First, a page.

Minutes later, we’re whisked off down empty roads—three to a bike—to a home on the other side of the town to “freshen up” for our first foray into the jungles. Three hours later, we are off again, this time thankfully on three motorcycles, to a point where we are told tribals from different parts of Kuakonda block have been told to assemble to meet us. After an approximately 30-km ride through dense jungles, we stop. There is not a soul in sight—only two teens carrying two nylon-string charpoys for us to sit on. And then suddenly, in the clearing provided by a circle of jamun trees, they appear. Over 200 of them, from different directions—villagers from Sameli, Bodepara, Khakaripara, Kutrem and Lekampara.
The young widows of Kuakonda Ure, Budri, Deve and Bhoome. Here, at the jan sunwai, all narrate the horror tale of Special Police Officers summarily executing their husbands.
It’s a jan sunwai called specially for us. I ask questions and people step forward to give their testimonies, most of which relate to the events of January 23, when a combing operation by SPOs left several “suspected” Maoists—all unarmed—dead, and many villages without food. First, the widows line up—Budri, Ure, Deve, Bhoome—each with eyes more dead than the other’s, each straddling an infant on her hip; all, barring Budri, who’s aged before her time, look like teenagers. Dully, each relates a horror story of a husband executed summarily by SPOs.
Next come Hoora, Deva and Mangli—villagers reporting the theft of goats, chicken and rice by the SPOs that day; a common practice, we’re told. Equally dreadful is the tale Khakaripara villagers bring to the gathering. There, on January 23, SPOs fired on a hapless group of teenagers, boys and girls who sat warming themselves around a makeshift fire, leaving one dead, one injured. We even meet the injured lad, who managed to run away and hide. Unable to see a doctor for one week, he relied on local remedies. Here, in Bastar, even basic medicines are not available, with malaria and diarrhoea-related deaths very common and malnutrition among children more a norm than exception.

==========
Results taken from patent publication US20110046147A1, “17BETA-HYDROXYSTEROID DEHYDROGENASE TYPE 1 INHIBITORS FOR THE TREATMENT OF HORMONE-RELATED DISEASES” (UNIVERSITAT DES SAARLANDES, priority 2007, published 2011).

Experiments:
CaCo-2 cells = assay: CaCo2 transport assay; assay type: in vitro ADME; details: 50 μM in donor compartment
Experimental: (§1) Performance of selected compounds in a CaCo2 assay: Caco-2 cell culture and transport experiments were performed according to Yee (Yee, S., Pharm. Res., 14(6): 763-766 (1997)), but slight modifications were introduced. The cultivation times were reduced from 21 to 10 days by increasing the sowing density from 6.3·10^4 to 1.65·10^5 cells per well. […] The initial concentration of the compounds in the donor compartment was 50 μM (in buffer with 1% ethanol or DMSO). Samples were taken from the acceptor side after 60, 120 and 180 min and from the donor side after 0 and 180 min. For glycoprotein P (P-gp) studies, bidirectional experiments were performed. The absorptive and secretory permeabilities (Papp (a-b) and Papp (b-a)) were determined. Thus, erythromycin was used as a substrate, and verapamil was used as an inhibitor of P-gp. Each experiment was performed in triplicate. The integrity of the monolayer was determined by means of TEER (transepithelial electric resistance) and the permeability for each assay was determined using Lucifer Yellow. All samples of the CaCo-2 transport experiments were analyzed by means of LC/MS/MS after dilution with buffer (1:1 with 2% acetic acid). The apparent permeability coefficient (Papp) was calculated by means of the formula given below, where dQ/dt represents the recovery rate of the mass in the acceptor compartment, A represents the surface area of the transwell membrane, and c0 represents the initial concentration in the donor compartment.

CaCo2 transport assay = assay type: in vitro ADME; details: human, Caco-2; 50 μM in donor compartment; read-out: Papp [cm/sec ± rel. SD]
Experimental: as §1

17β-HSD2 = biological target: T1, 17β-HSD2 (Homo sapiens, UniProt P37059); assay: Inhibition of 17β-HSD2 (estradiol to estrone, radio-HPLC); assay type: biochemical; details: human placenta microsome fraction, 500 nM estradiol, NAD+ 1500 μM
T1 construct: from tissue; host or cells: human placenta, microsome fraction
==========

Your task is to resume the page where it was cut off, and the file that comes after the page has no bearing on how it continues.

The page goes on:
Most sangham members or ‘Maoist sympathisers’, we learn, are not committed Maoists as is projected; they are very reluctant recruits.
For those gathered, many of whom have walked an average of 20 to 30 km to meet us from what the administration would describe as ‘Maoist’ villages, the meeting is cathartic. Tribhuvan and I are the first journalists they have met since Operation Greenhunt began; caught in the crossfire between the State and the Maoists, they tell us that they hope people in the outside world would now learn of their plight, of how the violence is claiming 30-odd lives every week. Indeed, we learn slowly that most sangham (village-level bodies created by Maoists in villages) members or the so-called Maoist sympathisers are not, in fact, committed Maoists as the administration would like the world to believe; they are very reluctant recruits. “We are very grateful to H.,” a young woman tells me, pointing to a fellow villager, dressed in a shirt and lungi, the ubiquitous transistor slung across his shoulders, “he became a sangham member to protect our village from SPO raids.” Indeed, the focus of most police operations are the sanghams: as many as 499 of its members, police figures say, were arrested in 2009. Figures of civilian deaths are not readily available, as all such deaths are categorised as Maoist deaths.